The housing market is BONKERS

Ron R

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Zillow is an extremely low measure of Reality, reality. Always ask a professional Realtor, not a machine. I am sorry you are having such a rough time, but like I said, you are not the only one and that is where the fear is. Your are not an isolated case, you are the norm.
I wasn't necessarily sweating it, just pointing out the situation. As it turns out, looks like it will work out quite fine for me.
FYI, the Zillow estimate was not off by much - place is going to be listed for $3K more than the Zillow estimate. Which, in the current market here, means it will likely sell for at least around $14K more than the Zestimate.
 

David Barnett

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I wasn't necessarily sweating it, just pointing out the situation. As it turns out, looks like it will work out quite fine for me.
FYI, the Zillow estimate was not off by much - place is going to be listed for $3K more than the Zillow estimate. Which, in the current market here, means it will likely sell for at least around $14K more than the Zestimate.

When available, I think Zillow incorporates data from the County Assessor's Office's appraisals. Certainly I've seen that when there's a mistake in the appraisal data, it's reflected in the Zestimate too. :)

I don't know what they do in areas that don't have property tax.
 

telemnemonics

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No, I'm not quoting RR, I'm just observing that a simple Google search reveals that in the last ten days, there are many articles stating the pressure brought to bear by rising interest rates is causing a slow down in sales. Ever increasing inflation and a failure of wages to keep up are going to halt sales to MANY people. Eventually, when the prices get too high, sales drop.

As an aside, I saw on tv the other day, the new Jeep based on a dodge truck frame STARTS at a price of over $97,000! Are there enough rich folks who want a Jeep to support that kind of price? I reckon we'll see, but no matter how much I would like to live up on the hill over looking Aroyo Grande, my pocket book prevents me from doing so. Eventually, can do, and want to collide for everyone.
Right, I was suggesting that just the dollar price coming down isn’t the same as homes becoming “affordable again”.

Course, we don’t know how it will go, while we DO know that it will change!
 

teleman1

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Zillow estimate are usually not accurate cause they can't count location & asset improvement in your home. Guy sells his home for $500,00. Another home in the development is the same home. But backed up to a Taco Bell & the only improvement in the last 18 years was when the A/C went out last July. His home is worth $420 but zillo has him bamboozled It also doesn't count homes selling too cheap because of getting ripped off by one of the Realty companies hounding you by TV, radio ,e-mail & calling you on the phone. While I can give constructive criticism, all bets on anything are off the way the market is now. This is far different than 08 and the fall may be hard for folks buying now w/ financing and without. THe financing folks will give their property back to the bank & go for cheaper rent, BUT, rent ain't cheap. And for the cash buyers, they will have to hang on through thick & thin. Renting will only be from corporations in a handful of years. Renting from a homeowner might be a scarce proposition. For a dozen reasons, I think we are near the ceiling, a saturation point. But again, here, corporations can sweep up, making the matter worse IMHO.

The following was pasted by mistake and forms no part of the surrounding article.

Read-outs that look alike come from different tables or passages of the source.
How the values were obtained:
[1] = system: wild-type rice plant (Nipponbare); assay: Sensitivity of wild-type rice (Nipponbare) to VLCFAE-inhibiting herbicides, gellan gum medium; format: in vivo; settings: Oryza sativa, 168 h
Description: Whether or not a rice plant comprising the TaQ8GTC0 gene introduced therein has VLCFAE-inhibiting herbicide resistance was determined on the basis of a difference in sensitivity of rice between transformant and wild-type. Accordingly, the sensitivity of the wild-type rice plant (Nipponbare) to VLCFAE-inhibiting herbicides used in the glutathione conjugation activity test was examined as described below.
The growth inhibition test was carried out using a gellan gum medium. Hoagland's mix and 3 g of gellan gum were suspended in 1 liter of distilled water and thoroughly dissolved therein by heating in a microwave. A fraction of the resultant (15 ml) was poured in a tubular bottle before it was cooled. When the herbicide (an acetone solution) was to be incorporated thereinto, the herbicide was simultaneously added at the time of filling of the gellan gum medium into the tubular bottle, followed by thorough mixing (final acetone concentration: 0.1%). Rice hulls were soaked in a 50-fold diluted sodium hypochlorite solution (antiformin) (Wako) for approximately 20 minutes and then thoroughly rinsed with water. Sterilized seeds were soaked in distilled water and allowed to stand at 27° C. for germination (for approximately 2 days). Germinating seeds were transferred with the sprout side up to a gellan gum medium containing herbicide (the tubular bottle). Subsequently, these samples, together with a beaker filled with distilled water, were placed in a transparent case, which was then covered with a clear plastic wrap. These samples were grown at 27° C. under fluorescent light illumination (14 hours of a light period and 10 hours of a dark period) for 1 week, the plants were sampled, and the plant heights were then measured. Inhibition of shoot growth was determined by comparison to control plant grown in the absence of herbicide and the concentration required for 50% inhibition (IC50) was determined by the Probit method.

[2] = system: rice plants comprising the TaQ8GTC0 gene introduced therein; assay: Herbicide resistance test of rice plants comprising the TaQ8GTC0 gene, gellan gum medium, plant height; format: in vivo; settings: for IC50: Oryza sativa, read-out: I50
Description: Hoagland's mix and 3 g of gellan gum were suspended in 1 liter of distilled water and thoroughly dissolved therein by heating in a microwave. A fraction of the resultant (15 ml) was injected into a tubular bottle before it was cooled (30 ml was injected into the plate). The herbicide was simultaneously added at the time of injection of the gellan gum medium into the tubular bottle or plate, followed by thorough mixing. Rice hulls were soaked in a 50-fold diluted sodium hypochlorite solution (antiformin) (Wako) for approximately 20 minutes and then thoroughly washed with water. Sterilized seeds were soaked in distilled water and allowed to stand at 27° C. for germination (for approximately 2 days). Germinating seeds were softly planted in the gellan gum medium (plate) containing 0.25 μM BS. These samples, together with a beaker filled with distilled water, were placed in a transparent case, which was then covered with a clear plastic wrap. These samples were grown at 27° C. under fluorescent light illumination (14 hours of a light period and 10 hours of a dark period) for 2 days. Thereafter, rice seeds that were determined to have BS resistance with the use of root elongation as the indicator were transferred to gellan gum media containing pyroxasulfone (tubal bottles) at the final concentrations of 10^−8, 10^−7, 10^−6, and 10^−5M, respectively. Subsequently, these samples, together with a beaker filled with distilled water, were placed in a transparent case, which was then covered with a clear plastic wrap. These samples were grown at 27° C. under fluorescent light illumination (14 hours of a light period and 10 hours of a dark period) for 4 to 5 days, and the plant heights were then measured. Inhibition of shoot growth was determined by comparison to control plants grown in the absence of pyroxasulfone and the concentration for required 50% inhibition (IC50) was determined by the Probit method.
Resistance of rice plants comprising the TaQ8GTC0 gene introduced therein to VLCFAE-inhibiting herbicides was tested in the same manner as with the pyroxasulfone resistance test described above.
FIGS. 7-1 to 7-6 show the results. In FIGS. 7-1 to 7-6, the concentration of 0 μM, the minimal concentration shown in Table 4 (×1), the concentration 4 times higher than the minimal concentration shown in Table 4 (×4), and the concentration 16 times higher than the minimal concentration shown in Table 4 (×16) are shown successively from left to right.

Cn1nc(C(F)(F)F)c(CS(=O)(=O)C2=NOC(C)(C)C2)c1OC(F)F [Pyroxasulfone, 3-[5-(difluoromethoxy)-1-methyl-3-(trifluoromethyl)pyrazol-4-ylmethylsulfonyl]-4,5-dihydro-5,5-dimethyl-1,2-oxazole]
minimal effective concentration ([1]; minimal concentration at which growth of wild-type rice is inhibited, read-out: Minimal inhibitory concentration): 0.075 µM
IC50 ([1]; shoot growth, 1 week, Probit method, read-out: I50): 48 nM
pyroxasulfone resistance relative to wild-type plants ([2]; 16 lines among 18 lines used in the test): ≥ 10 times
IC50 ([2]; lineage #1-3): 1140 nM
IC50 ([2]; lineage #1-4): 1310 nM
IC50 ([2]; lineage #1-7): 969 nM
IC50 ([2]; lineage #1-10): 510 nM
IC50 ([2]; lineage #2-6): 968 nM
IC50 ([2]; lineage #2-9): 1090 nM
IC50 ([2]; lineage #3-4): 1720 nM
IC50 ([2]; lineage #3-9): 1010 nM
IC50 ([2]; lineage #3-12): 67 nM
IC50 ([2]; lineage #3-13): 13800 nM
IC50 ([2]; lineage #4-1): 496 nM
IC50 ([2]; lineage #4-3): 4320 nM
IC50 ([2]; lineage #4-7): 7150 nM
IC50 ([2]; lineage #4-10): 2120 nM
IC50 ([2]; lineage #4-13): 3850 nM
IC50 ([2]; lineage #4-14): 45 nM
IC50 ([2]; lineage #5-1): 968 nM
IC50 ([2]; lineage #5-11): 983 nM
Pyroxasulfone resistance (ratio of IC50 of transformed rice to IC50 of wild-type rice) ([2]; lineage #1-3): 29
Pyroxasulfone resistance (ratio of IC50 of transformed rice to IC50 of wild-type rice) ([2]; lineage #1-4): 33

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getbent

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Zillow estimate are usually not accurate cause they can't count location & asset improvement in your home. Guy sells his home for $500,00. Another home in the development is the same home. But backed up to a Taco Bell & the only improvement in the last 18 years was when the A/C went out last July. His home is worth $420 but zillo has him bamboozled It also doesn't count homes selling too cheap because of getting ripped off by one of the Realty companies hounding you by TV, radio ,e-mail & calling you on the phone. While I can give constructive criticism, all bets on anything are off the way the market is no. This is far different than 08 and the fall may be hard for folks buying now w/ financing and without. THe financing folks will give their property back to the bank & go for cheaper rent, BUT, rent ain't cheap. And for the cash buyers, they will have to hang on through thick & thin. Renting will only be from corporations in a handful of years. Renting from a homeowner might be a scarce proposition. For a dozen reasons, I think we are near the ceiling, a saturation point. But again, here, corporations can sweep up, making the matter worse IMHO.
I'll bet you a case of beer that in 10 years, your predictions as vague and mitigated as they are, turn out not to be reality. (or 100.00 you pick)
 

teleman1